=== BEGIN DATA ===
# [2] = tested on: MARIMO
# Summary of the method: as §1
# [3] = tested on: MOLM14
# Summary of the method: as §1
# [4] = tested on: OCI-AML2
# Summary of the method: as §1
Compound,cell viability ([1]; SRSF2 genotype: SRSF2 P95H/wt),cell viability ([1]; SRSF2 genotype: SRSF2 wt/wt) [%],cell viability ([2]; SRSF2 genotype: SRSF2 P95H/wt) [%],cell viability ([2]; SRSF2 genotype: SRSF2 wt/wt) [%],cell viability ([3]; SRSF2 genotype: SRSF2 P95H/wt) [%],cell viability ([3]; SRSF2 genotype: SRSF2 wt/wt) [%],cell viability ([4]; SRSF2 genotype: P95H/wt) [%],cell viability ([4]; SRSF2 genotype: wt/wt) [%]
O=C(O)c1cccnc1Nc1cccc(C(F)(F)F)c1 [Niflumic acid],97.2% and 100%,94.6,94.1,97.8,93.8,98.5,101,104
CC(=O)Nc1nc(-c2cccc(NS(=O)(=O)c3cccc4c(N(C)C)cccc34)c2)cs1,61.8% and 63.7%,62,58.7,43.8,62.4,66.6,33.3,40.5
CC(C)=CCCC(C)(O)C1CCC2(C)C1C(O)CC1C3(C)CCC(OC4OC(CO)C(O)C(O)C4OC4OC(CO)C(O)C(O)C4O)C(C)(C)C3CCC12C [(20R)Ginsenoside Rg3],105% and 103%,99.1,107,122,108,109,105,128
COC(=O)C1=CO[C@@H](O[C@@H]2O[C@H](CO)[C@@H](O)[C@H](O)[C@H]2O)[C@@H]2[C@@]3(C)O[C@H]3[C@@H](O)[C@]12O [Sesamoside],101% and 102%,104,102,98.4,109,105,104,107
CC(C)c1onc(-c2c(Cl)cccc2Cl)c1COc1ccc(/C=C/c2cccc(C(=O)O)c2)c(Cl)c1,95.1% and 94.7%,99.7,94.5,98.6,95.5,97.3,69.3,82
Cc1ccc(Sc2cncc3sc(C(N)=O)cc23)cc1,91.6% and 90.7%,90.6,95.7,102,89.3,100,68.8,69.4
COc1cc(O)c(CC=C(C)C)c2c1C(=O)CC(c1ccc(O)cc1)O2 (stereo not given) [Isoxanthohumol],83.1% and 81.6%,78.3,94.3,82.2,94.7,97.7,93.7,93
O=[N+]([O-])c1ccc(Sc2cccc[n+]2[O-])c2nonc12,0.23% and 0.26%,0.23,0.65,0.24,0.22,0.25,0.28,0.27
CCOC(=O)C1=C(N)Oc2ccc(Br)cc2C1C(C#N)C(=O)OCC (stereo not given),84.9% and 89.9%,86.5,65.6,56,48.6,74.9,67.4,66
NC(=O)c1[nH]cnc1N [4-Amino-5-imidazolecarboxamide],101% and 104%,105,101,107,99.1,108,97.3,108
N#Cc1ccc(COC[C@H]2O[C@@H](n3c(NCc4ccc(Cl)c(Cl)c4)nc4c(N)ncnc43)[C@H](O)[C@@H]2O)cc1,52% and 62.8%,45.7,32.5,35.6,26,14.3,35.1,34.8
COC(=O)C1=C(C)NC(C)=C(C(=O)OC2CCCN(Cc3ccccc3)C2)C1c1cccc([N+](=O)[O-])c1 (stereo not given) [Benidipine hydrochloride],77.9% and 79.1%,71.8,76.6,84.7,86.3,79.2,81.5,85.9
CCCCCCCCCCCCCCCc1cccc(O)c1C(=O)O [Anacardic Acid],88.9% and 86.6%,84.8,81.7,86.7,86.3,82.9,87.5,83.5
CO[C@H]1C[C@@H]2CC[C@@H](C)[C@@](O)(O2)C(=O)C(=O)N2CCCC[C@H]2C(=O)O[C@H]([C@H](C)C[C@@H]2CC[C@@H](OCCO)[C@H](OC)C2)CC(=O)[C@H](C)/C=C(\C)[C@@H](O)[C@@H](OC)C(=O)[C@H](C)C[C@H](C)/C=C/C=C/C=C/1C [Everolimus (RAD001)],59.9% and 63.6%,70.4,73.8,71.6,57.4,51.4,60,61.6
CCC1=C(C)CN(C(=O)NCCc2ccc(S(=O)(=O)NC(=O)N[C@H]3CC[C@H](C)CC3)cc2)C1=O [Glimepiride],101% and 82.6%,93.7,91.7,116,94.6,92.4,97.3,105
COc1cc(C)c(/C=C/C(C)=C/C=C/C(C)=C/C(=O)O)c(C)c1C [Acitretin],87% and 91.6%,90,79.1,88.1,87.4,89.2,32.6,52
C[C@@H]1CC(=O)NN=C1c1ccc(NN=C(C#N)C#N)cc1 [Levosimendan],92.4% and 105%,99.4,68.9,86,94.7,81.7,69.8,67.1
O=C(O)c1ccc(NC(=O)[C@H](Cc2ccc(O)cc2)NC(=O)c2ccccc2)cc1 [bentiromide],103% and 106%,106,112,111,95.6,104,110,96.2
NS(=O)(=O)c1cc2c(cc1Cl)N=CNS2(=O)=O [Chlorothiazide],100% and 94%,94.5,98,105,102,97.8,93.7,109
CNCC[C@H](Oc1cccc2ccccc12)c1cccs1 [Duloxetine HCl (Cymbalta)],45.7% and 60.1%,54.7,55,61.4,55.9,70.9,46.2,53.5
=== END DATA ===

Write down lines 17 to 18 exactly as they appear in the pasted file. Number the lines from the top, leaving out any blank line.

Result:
NC(=O)c1[nH]cnc1N [4-Amino-5-imidazolecarboxamide],101% and 104%,105,101,107,99.1,108,97.3,108
N#Cc1ccc(COC[C@H]2O[C@@H](n3c(NCc4ccc(Cl)c(Cl)c4)nc4c(N)ncnc43)[C@H](O)[C@@H]2O)cc1,52% and 62.8%,45.7,32.5,35.6,26,14.3,35.1,34.8